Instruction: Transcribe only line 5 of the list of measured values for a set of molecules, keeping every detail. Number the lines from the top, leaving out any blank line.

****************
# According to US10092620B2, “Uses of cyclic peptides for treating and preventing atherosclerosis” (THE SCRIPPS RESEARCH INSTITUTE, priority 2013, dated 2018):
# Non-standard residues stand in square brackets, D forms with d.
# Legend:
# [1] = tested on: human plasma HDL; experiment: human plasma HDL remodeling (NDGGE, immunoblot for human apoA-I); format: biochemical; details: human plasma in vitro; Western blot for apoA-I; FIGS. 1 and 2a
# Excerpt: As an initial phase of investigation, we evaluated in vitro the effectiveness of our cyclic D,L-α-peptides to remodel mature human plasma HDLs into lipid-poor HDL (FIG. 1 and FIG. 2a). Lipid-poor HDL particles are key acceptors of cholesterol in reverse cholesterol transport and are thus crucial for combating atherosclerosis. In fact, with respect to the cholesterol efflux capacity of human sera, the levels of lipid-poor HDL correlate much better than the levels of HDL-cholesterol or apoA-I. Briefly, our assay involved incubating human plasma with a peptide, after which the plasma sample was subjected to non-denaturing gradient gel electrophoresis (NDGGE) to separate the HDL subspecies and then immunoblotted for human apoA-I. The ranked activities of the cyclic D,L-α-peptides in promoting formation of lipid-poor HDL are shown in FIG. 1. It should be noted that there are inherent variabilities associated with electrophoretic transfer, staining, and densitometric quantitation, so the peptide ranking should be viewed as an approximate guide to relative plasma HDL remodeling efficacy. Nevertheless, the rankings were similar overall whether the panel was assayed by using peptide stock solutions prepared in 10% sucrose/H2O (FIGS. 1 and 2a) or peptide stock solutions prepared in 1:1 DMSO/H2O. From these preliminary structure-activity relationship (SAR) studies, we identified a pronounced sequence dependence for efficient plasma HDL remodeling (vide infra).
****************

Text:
# Excerpt: As an initial phase of investigation, we evaluated in vitro the effectiveness of our cyclic D,L-α-peptides to remodel mature human plasma HDLs into lipid-poor HDL (FIG. 1 and FIG. 2a). Lipid-poor HDL particles are key acceptors of cholesterol in reverse cholesterol transport and are thus crucial for combating atherosclerosis. In fact, with respect to the cholesterol efflux capacity of human sera, the levels of lipid-poor HDL correlate much better than the levels of HDL-cholesterol or apoA-I. Briefly, our assay involved incubating human plasma with a peptide, after which the plasma sample was subjected to non-denaturing gradient gel electrophoresis (NDGGE) to separate the HDL subspecies and then immunoblotted for human apoA-I. The ranked activities of the cyclic D,L-α-peptides in promoting formation of lipid-poor HDL are shown in FIG. 1. It should be noted that there are inherent variabilities associated with electrophoretic transfer, staining, and densitometric quantitation, so the peptide ranking should be viewed as an approximate guide to relative plasma HDL remodeling efficacy. Nevertheless, the rankings were similar overall whether the panel was assayed by using peptide stock solutions prepared in 10% sucrose/H2O (FIGS. 1 and 2a) or peptide stock solutions prepared in 1:1 DMSO/H2O. From these preliminary structure-activity relationship (SAR) studies, we identified a pronounced sequence dependence for efficient plasma HDL remodeling (vide infra).